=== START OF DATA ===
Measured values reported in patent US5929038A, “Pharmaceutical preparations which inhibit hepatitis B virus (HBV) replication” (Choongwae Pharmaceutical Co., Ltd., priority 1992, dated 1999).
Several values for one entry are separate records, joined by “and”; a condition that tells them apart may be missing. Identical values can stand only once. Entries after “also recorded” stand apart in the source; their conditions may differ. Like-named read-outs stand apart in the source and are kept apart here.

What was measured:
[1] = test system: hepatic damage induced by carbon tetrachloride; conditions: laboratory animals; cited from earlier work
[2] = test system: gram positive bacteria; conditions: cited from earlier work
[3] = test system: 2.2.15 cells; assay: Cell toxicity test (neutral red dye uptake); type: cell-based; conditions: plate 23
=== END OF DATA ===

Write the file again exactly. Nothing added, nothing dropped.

Measured values reported in patent US5929038A, “Pharmaceutical preparations which inhibit hepatitis B virus (HBV) replication” (Choongwae Pharmaceutical Co., Ltd., priority 1992, dated 1999).
Several values for one entry are separate records, joined by “and”; a condition that tells them apart may be missing. Identical values can stand only once. Entries after “also recorded” stand apart in the source; their conditions may differ. Like-named read-outs stand apart in the source and are kept apart here.

What was measured:
[1] = test system: hepatic damage induced by carbon tetrachloride; conditions: laboratory animals; cited from earlier work
[2] = test system: gram positive bacteria; conditions: cited from earlier work
[3] = test system: 2.2.15 cells; assay: Cell toxicity test (neutral red dye uptake); type: cell-based; conditions: plate 23